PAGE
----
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Belinda Cooper: November in Berlin

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Belinda Cooper: Letter from Berlin — Just the Usual Economic Woes, Plus Culture

At the train station near where I stay in Berlin, there’s a snack vending machine, one that I can only imagine here in Germany. In among the colorfully-packaged chocolates and chips waiting in neat lines, there’s a row of thin, yellow booklets, each one different, that you can buy for one euro. Press the button, and out comes literature—stories and poems, mainly by little-known authors, published by SuKultur, a small Berlin publishing house. Some of them are quite good. That's commuting in Berlin: You can buy a snack, or literature. Reading material was pretty important on the train this past week, because the S-Bahn (Berlin’s overground city train, a part of the German national railway system that also receives subsidies from the city government) was unusually crowded and uncomfortable—a result of an inspection that found many of the cars’ wheels in urgent need of repair and immediately took hundreds of them out of commission. They had been neglected, it seems, due to cost-cutting measures: a reduction in personnel and equipment aimed primarily at increasing the railway’s profitability. This time it wasn’t Berlin’s fault, but the city is chronically short of money and is also saving where it can. Before the fall of the Berlin Wall, West Berlin was a paradox—a heavily subsidized showcase for capitalism—and it’s never quite seemed to get the hang of frugality since the subsidies ended. As the S-Bahn’s top managers were being fired, the papers were reporting that Berlin was about to increase its outlays for culture by 16 million euros (certainly a lovely commentary on priorities). I can’t speak for Frankfurt, where the stock market is, or for the industrial centers of western Germany, where plants are closing or going to government-subsidized, part-time work, but in the capital of Berlin, which has little industry to speak of and has been claiming bankruptcy for years, no one’s really talking about the economy. (A friend who has recently traveled in western Germany assures me that the situation is no different in cities like Hamburg and Munich.) There are various theories about this, but to me, it’s not too hard to explain. As we’ve all heard by now, Germany actually has a social safety net. Despite reductions in recent years, it’s still the case that no German has to go without health insurance after losing a job, people’s pensions are not privatized, and since Germans tend to rent rather than own—a result of tenant-friendly laws and good public housing—there isn’t much danger of losing your home. People are not suffering personally any more than usual, unlike Americans. The social welfare system works, so far.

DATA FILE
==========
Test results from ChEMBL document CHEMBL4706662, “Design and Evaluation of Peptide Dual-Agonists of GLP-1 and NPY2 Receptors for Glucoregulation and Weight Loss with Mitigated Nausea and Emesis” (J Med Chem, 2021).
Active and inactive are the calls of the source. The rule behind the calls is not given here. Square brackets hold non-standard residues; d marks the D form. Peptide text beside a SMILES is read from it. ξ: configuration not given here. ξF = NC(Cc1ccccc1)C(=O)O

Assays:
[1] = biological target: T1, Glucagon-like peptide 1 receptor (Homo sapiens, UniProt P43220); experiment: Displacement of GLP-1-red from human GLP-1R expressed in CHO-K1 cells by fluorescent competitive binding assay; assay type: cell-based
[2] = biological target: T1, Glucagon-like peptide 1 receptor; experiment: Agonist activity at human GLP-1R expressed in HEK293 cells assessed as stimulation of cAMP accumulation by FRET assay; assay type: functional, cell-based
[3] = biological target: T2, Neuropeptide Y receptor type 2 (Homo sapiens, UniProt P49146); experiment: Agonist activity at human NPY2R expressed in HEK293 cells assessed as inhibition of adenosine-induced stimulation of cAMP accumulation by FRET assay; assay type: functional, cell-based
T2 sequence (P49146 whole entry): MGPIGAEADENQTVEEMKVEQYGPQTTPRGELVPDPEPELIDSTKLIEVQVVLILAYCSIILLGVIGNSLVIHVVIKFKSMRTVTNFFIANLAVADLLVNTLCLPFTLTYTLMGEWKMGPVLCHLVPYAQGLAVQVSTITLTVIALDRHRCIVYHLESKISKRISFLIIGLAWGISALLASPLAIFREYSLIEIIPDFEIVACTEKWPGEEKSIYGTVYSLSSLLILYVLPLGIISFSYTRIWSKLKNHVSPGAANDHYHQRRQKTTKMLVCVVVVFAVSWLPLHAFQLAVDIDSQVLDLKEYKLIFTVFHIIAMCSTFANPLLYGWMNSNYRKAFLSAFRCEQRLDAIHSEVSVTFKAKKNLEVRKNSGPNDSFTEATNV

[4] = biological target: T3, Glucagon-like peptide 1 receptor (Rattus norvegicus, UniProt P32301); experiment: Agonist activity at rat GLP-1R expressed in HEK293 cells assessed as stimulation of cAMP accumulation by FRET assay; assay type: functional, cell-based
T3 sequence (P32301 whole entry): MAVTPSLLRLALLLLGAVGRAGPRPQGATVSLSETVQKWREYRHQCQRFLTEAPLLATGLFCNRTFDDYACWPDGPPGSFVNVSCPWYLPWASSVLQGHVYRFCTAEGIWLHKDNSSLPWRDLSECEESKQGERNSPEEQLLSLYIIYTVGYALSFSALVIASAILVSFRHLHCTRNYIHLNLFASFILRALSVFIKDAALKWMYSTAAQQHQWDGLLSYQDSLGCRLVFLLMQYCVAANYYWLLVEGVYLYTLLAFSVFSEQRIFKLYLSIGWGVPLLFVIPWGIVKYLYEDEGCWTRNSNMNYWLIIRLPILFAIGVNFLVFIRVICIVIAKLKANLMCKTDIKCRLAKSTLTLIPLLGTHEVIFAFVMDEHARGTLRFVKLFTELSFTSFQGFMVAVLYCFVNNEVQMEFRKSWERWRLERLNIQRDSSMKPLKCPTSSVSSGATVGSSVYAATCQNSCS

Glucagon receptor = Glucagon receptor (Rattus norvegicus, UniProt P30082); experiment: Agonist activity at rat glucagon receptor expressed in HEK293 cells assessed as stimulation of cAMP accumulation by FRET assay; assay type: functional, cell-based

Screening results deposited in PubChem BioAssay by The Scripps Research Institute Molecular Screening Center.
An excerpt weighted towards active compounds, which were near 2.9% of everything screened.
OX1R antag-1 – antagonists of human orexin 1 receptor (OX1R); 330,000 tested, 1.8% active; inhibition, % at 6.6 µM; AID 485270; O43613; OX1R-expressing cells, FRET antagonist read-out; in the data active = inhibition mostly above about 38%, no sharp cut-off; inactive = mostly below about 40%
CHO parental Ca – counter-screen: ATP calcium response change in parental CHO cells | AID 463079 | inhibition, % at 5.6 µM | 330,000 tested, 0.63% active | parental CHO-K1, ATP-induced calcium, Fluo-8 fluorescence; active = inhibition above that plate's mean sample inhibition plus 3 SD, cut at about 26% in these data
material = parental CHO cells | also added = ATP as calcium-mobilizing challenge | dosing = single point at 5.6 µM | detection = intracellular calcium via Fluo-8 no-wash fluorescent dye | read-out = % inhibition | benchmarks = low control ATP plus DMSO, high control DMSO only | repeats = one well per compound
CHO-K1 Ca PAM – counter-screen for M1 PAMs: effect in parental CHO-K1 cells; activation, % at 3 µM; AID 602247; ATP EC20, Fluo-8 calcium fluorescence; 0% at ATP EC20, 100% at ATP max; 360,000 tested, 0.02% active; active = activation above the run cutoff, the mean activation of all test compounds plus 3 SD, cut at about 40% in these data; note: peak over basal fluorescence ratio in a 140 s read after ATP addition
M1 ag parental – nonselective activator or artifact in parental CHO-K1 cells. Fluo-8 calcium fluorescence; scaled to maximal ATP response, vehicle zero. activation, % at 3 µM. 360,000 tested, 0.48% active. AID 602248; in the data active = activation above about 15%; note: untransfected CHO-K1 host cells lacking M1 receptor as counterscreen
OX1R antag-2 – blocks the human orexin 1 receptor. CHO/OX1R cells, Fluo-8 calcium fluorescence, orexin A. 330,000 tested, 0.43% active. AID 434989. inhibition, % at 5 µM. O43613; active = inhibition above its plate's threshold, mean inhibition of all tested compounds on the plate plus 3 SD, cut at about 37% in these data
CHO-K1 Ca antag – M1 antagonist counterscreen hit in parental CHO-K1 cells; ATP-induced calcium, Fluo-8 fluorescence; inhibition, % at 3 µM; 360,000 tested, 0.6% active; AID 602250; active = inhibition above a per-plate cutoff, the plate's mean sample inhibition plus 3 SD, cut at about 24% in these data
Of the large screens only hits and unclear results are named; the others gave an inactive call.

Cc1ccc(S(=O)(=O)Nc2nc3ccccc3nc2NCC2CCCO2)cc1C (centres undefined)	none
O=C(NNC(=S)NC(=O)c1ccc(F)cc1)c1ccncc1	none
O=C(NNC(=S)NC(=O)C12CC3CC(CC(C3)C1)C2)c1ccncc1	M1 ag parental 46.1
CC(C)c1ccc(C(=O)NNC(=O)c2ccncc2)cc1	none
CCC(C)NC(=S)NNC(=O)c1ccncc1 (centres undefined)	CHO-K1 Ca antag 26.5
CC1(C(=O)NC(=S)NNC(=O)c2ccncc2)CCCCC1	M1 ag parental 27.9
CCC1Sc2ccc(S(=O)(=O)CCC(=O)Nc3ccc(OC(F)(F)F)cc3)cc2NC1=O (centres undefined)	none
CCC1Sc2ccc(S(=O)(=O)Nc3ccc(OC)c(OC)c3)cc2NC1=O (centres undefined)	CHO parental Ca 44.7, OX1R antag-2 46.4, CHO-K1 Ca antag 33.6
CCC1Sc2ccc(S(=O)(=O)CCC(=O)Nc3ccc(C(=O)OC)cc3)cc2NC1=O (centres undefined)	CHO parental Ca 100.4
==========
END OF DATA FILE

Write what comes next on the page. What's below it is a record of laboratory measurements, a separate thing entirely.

Belinda Cooper: Revolution Redux?

I’ve been watching the news from Iran and thinking about East Germany, where in 1953, workers rose up in a popular rebellion that was rapidly and violently suppressed. Afterward, the head of the East German authors’ guild reprimanded the East German people for losing the government’s confidence. In response, poet and playwright Bertolt Brecht famously wrote, “Would it not be easier...for the government to dissolve the people and elect another?” It’s amazing how well Brecht’s words could be applied to Iran’s leaders today. The 1953 uprising failed, but in 1989 (twenty years ago this year) East Germans—along with people all over Eastern Europe—successfully took to the streets and brought down their leaders and a whole system. While living in West Berlin and working with East German dissidents in the two years leading up to the fall of the Berlin Wall, I was able to share some of the excitement of those days, so at least some of what’s happening in Iran feels familiar. Of course, Iran isn’t Eastern Europe and comparisons are facile. But dictatorial regimes share many features—not least of which is discomfort, even shock, when their citizens begin to show signs of independent thought. Condescending paternalism is a common trait of leaders who believe they know what’s best for their unruly children. Part of that shock comes from finding their own words used against them. The Iranian regime, like East Germany's government, supports its claim to power with the language of popular revolution (more credible in Iran than in Germany, where the popular revolution never actually happened, but was nevertheless part of the Soviet-imported mythology). People have grown up hearing the slogans of revolution, have watched them be perverted, sometimes even cynically have used them to get what they want, and are now learning to turn the catch-phrases around to their own purposes. In East Germany, demonstrators took up the chant “We are the people!” echoing and inverting the government’s constant invocation of the will of “the people.” In the same way, Iranian demonstrators have co-opted revolutionary slogans and behavior, like nighttime chanting from the rooftops and the color green. It’s hard for a regime to claim that protesters using its own symbols and slogans are counter-revolutionaries or traitors. And it also reflects the fact that, at least at first, most demonstrators are not trying to change the system, but to force it to adhere to its own promises. It was not until the Wall fell that the tenor of the demands of East Germany’s protesters changed, from reforming the East German system to reunification with the West (at which point, the slogan changed to “We are one people!”). For now, most Iranians aren't demanding a fundamental change of system, but the right to have their ballots counted. But the language and symbols come later. First, people have to come together.



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